Voters are about to decide whether Washington becomes the first state in the nation to label some genetically engineered foods.
A poll last month showed Initiative 522 with a four point lead and 12-percent of voters still undecided.
Today there’s slow food, local food, processed food, industrial food, organic food, global food and, oh yes, genetically engineered food. And that’s what the fight over Washington’s Initiative 522 is about. Should it be labeled as such.
At first it looked like Washington voters overwhelming thought yes. An Elway Poll in September gave it a 66 percent approval rating. But six weeks later that had plummeted to just 46 percent. Pollster Stuart Elway says in 20 years he has never seen a shift like that in such a short amount of time.
What changed in those six weeks?
What you might call an airwaves bombardment. So far both sides have spent a combined $27 million – most of it from out-of-state and for the “no” campaign.
Pollster Elway says if the topic was more visceral, “Abortion for example, you would not see advertising move this many voters around.”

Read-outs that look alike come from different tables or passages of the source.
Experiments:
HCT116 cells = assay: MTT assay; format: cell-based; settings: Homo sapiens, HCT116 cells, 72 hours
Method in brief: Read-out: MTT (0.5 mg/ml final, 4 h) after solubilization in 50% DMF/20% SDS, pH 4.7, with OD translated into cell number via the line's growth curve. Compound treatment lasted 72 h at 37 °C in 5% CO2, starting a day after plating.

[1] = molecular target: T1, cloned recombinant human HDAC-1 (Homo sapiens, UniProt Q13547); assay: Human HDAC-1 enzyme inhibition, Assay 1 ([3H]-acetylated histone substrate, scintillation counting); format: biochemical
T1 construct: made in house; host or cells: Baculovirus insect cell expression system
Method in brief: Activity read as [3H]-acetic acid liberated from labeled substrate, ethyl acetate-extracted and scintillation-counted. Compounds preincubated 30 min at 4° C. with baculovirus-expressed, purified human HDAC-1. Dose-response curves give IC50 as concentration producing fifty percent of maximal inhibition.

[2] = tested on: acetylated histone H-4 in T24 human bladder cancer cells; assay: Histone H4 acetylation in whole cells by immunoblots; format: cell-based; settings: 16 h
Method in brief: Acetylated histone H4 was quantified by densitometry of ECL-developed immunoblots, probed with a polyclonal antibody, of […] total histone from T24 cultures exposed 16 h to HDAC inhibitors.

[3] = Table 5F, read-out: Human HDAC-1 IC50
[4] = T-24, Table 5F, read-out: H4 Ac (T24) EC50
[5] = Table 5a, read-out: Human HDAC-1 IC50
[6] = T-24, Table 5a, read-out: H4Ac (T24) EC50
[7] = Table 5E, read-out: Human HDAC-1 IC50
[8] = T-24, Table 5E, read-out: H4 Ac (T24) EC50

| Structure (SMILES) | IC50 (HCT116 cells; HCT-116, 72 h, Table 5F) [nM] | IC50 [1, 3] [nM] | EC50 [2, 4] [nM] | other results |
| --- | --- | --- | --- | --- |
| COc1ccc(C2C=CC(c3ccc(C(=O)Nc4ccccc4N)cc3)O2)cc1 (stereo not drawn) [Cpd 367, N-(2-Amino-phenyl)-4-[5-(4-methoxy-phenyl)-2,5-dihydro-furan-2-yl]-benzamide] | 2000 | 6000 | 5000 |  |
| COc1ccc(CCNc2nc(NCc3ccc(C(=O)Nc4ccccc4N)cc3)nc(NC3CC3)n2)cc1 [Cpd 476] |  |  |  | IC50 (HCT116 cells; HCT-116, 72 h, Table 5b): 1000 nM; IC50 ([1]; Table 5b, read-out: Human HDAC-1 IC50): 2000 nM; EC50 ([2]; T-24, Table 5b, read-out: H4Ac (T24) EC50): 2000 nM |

But Elway says on an issue that voters aren’t that familiar with, ads have far more sway. It may be tempting to view this vote as a referendum on GMO, or on how we view our food, or science versus the natural order.
But Daniel Fagin, a professor of science journalism at New York University, says the outcome will say more about campaign funding and politics.
“This is a political battle," he says. "It’s waged with a lot of rhetoric on both sides, a lot of paid media on both sides that is going to be inherently misleading in many ways. So, I wouldn’t attempt to interpret anything bigger from that.”
Fagin hopes after the election – no matter how it turns out – both sides can find a way to return to what he calls a rational discussion about how and when food should be labeled.